Digging Deeper XXXIX @ Mandolin Café (Tacoma, WA) November
26, 2007, 7:00 p.m.
Treacherous Alliance: The Secret Dealings of Israel, Iran, and theU.S.
(New Haven & London: Yale University Press, 2007).
“This is a book about foreign policy . . .not . . . internal developments” (xii). “Based on130 in-depth interviews I’ve conducted withIranian, Israeli, and American officials andanalysts,” including thirty key figures (xii). Allaccounts have been “cross-checked”; “[n]oargument in the book is dependent on one or twoquotes alone” (xiii). “The Iranian perspective, inparticular, has largely been unknown to Westernaudiences . . . A key reason why the analysis of this book differs greatly from the conventionalwisdom regarding the U.S.-Israel-Iran triangle isbecause it is based on the perspectives andaccounts of high-level decisions-maker from
” (xiv; emphasis in original).
Primary debt to FrancisFukuyama, Parsi’s advisor at Johns Hopkins (xvii).Charles “Doran’s power cycle theory constitutesthe book’s analytical bedrock” (xvii [cf. Andrew W.Mellon Professor of International RelationsCharles Doran, “Power Cycle Theory of SystemsStructure and Stability: Commonalities andComplementarities,” ch. 4 in
Handbook of War Studies
, ed. by Manus I. Midlarsky, which noteson p. 86 that “The United States has been anascendant power in the international systemsince the middle of the nineteenth century and amember of the central system since the firstdecade of the twentieth century, and empiricalevidence suggests that it is at or just past theapex of its power cycle”; Doran first developedhis “power cycle” theory in
The Politics of Assimilation: Hegemony and Its Aftermath
(1971). His basic idea is that the “power cycle”itself is a major cause of war; he has extended itto the area of political risk analysis, and advisedmany businesses and governments]). “[F]oreverindebted to Ruhi Ramazani, the dean of Iranianforeign policy studies” (xvii). Help on ms. fromChris Rogers of Yale and Nikki Keddie [of UCLA].
Ch. 1: Introduction: An Eight-Hundred-Pound Gorilla.
(I.e. the Israeli-Iranian rivalry.)Portraying what is a “fundamentally strategicconflict” between Iran and Israel as an ideologicalclash has been part of Israel’sstrategy―democracy vs. totalitarianism (1-3).Iran had its own reasons for desiring anideological frame; the ideology is effect ratherthan cause, as is also the case for Israel (3-4). Inreality, Israelis and Iranians have much incommon and have ancient ties (4-9), as well asmany differences, exemplified by the differencebetween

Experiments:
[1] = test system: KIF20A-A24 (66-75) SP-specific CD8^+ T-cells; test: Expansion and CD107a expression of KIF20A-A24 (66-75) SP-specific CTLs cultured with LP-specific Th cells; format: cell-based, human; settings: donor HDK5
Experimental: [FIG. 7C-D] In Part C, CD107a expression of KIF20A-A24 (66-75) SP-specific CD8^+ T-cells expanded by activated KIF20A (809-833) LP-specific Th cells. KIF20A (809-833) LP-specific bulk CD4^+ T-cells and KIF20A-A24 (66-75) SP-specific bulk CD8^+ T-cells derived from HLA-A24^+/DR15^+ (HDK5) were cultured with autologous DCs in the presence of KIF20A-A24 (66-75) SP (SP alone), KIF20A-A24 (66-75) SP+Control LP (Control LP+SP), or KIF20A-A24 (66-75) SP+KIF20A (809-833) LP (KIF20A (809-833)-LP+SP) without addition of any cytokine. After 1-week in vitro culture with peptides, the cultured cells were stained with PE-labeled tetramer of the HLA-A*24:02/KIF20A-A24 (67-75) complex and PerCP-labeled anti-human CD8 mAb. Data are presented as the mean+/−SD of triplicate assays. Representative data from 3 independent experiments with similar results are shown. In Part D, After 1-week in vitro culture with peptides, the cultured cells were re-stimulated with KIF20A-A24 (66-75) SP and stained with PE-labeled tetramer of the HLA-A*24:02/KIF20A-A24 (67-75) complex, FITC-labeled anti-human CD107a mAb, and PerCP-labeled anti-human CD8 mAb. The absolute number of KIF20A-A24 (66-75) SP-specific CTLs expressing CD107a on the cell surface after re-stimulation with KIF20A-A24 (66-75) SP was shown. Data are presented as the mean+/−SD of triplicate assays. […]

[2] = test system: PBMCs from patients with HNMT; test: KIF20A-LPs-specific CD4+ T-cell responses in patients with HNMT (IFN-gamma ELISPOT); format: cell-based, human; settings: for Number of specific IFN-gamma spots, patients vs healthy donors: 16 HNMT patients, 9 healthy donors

(insincere politeness) and
(gall): “Getting a nuanced answer froman Israeli can be as tricky as getting a straightanswer from an Iranian (11; 10-13). The July2006 Israel-Lebanon war was widely viewed aswarm-up for clash between Iran & Israel/U.S. (13-15).
PART ONE: THE COLD WAR ERA
Ch. 2: An Alliance of Necessity: The SecretFriendship of the Shah.
Despite official non-relations between the two states, “By the late1950s, an Israeli-Iranian entente had takenshape,” based on common threats (22; 19-28).
Ch. 3: Rise of Israel, Rise of Iran.
Israel’smilitary victories raised concerns in Iran, whichmoved closer to Egypt (29-34). U.S.-Sovietdétente and Vietnam (U.S. “Twin Pillars” policy)led to opportunities for Iran 34-38).
Ch. 4: Iran’s Quest for Supremacy.
Historically, Iran has been a regional hegemonicpower (39-40). In a position of strength, itattempted the “Arab option,” which led it todistance itself from Israel (41-44). In the YomKippur War, Iran helped both sides (44-48).
Ch. 5: Sealing Demise in the Moment of Triumph.
After the Yom Kippur War, Israelcultivated Iran despite Iran’s criticism of its questfor land; Israel believed it still needed Iraniansupport against the Arab world; Uri Lubraniheaded mission to Tehran (49-52). Israelpersuaded Iran to help back Iraqi Kurds & so didthe U.S., but in March 1975, without consultingIsrael or Iran, Iran signed Algiers Accord with Iraqand abandoned the Iraqi Kurds (52-58). The Shahwas making a bid to win Arab support for Iranianregional hegemony, but it proved to be “a majorstrategic mistake” because it facilitated Iraq’s bidfor power (58-60).
Ch. 6: Megalomania.
Though widespread inIran, “for most Iranians, anti-Israel sentiments didnot reflect a deeper anti-Semitism” (63; 61-64).Iran voted for U.N. Gen’l Assembly Res. 3379(Zionism = racism) in Nov. 1975 (64-65). In mid-1970s, the Shah’s autocratic tendenciesincreased; Israeli officials considered him amegalomaniac (65-67).
Ch. 7: The Rise of Begin and the IsraeliRight.
The right’s victory in Israel in 1977 wasbad news for Iran(68-74). But Likud hoped toreach accommodation with Iran, and fear of Iraqled to Project Flower (1977-1979), in which Israelsecretly helped Iran to develop a missile with arange of 200 miles that “included American-madeinertial navigation equipment and a guidance